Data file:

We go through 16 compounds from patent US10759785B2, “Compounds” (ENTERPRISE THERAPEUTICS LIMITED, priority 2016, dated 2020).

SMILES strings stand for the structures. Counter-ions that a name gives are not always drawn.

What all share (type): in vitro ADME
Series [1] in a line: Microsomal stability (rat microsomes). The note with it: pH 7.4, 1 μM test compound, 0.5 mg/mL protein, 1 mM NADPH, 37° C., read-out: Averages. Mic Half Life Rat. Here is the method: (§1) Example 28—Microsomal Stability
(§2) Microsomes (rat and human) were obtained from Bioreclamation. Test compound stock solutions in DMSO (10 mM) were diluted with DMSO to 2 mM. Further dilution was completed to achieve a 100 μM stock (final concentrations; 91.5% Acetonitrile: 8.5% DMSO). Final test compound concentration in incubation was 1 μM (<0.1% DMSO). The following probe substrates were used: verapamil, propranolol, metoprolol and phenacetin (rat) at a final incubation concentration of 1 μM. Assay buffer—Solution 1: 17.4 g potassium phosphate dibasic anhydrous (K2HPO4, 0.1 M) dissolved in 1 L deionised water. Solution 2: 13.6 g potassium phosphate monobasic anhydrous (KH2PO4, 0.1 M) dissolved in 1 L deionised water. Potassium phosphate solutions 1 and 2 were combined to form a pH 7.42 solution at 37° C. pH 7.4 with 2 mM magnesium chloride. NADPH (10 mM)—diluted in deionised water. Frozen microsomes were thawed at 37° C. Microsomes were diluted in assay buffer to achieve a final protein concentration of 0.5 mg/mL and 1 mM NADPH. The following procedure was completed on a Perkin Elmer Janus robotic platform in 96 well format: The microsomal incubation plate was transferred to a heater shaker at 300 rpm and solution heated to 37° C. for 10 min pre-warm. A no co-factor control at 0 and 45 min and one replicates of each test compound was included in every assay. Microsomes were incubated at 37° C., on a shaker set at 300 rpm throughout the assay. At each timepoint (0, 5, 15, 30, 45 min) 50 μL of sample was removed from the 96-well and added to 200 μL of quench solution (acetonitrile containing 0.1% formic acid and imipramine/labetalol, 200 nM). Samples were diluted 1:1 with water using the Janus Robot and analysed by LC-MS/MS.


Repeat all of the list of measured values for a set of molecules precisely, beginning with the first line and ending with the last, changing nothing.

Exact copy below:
We go through 16 compounds from patent US10759785B2, “Compounds” (ENTERPRISE THERAPEUTICS LIMITED, priority 2016, dated 2020).

SMILES strings stand for the structures. Counter-ions that a name gives are not always drawn.

What all share (type): in vitro ADME
Series [1] in a line: Microsomal stability (rat microsomes). The note with it: pH 7.4, 1 μM test compound, 0.5 mg/mL protein, 1 mM NADPH, 37° C., read-out: Averages. Mic Half Life Rat. Here is the method: (§1) Example 28—Microsomal Stability
(§2) Microsomes (rat and human) were obtained from Bioreclamation. Test compound stock solutions in DMSO (10 mM) were diluted with DMSO to 2 mM. Further dilution was completed to achieve a 100 μM stock (final concentrations; 91.5% Acetonitrile: 8.5% DMSO). Final test compound concentration in incubation was 1 μM (<0.1% DMSO). The following probe substrates were used: verapamil, propranolol, metoprolol and phenacetin (rat) at a final incubation concentration of 1 μM. Assay buffer—Solution 1: 17.4 g potassium phosphate dibasic anhydrous (K2HPO4, 0.1 M) dissolved in 1 L deionised water. Solution 2: 13.6 g potassium phosphate monobasic anhydrous (KH2PO4, 0.1 M) dissolved in 1 L deionised water. Potassium phosphate solutions 1 and 2 were combined to form a pH 7.42 solution at 37° C. pH 7.4 with 2 mM magnesium chloride. NADPH (10 mM)—diluted in deionised water. Frozen microsomes were thawed at 37° C. Microsomes were diluted in assay buffer to achieve a final protein concentration of 0.5 mg/mL and 1 mM NADPH. The following procedure was completed on a Perkin Elmer Janus robotic platform in 96 well format: The microsomal incubation plate was transferred to a heater shaker at 300 rpm and solution heated to 37° C. for 10 min pre-warm. A no co-factor control at 0 and 45 min and one replicates of each test compound was included in every assay. Microsomes were incubated at 37° C., on a shaker set at 300 rpm throughout the assay. At each timepoint (0, 5, 15, 30, 45 min) 50 μL of sample was removed from the 96-well and added to 200 μL of quench solution (acetonitrile containing 0.1% formic acid and imipramine/labetalol, 200 nM). Samples were diluted 1:1 with water using the Janus Robot and analysed by LC-MS/MS.